Is it cold enough for you, Bunky? It is for one of our frequent contributors, Robert Prazak. Already back in November he started feeling the winter chill coming on, and was reminded of an exceptionally tough winter in Clarkson during his childhood. I’ve been holding his story back, waiting for some snow and cold weather, and decided that today would be as good a day as any to post it. On this day 66 years ago, January 2, 1949, a 3-day blizzard slammed into Our Town to cap one of the worst winters in Nebraska’s history.
Robert wrote: “Having just finished up with my late chores preparing for winter here in Bella Vista, Arkansas, I have plenty of time to reflect on winters past. My chores now aren’t nearly as many as in the old days. Nowadays the biggest job is getting the firewood ready for the fireplace, which is actually a rather large task, but with an overabundance of downed oak and pine it is not too hard to gather enough wood for five months of burning. I must brag first about our retirement city– as it has just been named by Money magazine and some other publications as the best place to retire in the United States. Our Nebraska Club is the largest group here with over 300 members, and the Jim Severas formerly of Clarkson and we have taken our turns in leading the group. Enough bragging, now it’s time to get the fireplace going as the cold weather has just hit and sit with my favorite wiener dogs and watch the fire and dream about the Blizzards of 49 and The Winter That Wouldn’t Quit.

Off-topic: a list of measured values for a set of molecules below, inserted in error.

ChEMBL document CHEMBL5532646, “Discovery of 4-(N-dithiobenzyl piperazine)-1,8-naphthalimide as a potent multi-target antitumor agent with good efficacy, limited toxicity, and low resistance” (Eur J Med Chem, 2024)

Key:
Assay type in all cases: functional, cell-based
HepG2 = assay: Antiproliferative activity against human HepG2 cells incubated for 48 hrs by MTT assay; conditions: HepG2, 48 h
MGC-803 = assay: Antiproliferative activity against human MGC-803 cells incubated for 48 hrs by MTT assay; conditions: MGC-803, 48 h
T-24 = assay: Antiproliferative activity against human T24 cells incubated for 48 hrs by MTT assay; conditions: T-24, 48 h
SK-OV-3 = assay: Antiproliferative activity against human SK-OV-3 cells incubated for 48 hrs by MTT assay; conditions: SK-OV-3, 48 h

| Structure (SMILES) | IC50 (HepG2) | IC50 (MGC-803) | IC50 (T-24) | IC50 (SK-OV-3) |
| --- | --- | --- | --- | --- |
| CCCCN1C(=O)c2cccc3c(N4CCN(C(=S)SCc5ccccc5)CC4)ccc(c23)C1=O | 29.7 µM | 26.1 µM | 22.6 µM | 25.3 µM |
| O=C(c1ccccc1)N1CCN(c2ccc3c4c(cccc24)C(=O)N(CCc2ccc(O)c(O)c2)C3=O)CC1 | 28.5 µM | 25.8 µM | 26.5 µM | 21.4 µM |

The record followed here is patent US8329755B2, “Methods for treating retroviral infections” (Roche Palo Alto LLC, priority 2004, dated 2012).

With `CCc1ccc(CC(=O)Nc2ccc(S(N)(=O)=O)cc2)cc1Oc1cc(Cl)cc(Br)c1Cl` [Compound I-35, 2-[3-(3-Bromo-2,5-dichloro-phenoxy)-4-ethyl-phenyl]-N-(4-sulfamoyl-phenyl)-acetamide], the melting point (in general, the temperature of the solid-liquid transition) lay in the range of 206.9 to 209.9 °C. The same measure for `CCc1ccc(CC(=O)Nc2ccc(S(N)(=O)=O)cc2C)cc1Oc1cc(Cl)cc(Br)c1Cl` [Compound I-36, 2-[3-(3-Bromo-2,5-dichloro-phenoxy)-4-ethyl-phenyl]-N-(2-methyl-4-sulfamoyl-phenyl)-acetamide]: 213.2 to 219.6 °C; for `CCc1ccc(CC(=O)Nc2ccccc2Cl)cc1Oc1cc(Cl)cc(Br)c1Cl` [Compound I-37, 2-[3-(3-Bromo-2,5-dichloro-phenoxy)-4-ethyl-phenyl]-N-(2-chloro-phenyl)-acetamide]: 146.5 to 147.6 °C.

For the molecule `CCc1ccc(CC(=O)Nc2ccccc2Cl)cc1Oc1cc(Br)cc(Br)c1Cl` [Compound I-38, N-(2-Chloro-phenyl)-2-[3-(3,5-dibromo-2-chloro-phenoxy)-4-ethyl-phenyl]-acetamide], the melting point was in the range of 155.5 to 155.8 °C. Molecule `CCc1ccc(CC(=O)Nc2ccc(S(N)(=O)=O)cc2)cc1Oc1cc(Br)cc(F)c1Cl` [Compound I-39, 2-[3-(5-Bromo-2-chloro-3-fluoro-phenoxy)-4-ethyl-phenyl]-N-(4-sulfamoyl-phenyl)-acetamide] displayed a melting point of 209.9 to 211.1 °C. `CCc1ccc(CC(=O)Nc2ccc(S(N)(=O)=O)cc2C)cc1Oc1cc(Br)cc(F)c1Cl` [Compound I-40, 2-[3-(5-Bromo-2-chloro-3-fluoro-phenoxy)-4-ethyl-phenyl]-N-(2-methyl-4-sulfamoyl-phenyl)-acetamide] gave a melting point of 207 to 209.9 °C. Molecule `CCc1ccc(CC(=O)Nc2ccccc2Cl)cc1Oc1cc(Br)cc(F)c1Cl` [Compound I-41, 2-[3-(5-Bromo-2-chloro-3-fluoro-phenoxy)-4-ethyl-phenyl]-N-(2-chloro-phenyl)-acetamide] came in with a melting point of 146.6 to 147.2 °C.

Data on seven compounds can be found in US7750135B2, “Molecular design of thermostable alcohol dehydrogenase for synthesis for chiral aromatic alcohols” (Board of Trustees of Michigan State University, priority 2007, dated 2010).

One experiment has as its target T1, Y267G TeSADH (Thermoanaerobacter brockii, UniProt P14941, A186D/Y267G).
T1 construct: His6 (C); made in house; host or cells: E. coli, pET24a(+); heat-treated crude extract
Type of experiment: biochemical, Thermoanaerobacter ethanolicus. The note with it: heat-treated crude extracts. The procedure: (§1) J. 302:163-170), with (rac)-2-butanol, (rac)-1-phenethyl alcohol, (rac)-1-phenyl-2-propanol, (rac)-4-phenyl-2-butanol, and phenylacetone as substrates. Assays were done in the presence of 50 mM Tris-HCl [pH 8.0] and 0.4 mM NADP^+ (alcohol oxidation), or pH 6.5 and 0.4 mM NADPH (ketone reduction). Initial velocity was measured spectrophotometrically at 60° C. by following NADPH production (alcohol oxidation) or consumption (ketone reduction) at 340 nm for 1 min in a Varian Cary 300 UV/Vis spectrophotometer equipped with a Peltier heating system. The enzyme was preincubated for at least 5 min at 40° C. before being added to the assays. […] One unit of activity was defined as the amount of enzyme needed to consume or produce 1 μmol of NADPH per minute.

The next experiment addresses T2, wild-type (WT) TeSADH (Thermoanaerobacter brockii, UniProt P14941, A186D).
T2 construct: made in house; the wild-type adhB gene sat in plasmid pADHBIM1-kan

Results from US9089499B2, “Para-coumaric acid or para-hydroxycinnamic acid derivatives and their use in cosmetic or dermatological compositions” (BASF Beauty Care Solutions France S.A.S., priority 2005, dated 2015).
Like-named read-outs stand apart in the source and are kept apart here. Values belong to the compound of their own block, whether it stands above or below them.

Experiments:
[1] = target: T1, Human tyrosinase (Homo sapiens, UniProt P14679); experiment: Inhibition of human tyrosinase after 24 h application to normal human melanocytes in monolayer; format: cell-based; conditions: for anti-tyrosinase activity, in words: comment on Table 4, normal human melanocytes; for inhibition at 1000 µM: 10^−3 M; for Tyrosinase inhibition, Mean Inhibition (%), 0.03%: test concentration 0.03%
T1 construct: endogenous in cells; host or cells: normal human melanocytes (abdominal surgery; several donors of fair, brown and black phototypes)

For our family, preparing for a bad winter didn’t start when the cold weather hit; it began in late summer as mom would can many things, ranging from tomatoes, peaches, corn, and apples to pork. All this would be taken to the storm cellar along with bushels of potatoes that dad would dig up and we kids would help pick. The storm cellar was a scary place for a 10 year old as it always had lots of spider webs, toads, and once in a while a snake. This also served as a great place to take shelter when the clouds got too black in the west and a tornado was possible. Dad always made sure we had plenty of coal in the coal room for burning in the furnace. The lumber and coal company would come with a truck and would shovel the coal down a chute through the basement window into the coal room. We had a chicken coop with laying hens and a barn with a milk cow. So no matter how bad the winter was going to be we were going to survive quite easily. (It’s worth noting that, although you might get the impression that the Prazaks lived on a farm, they actually had a house on the north end of Main Street in Clarkson)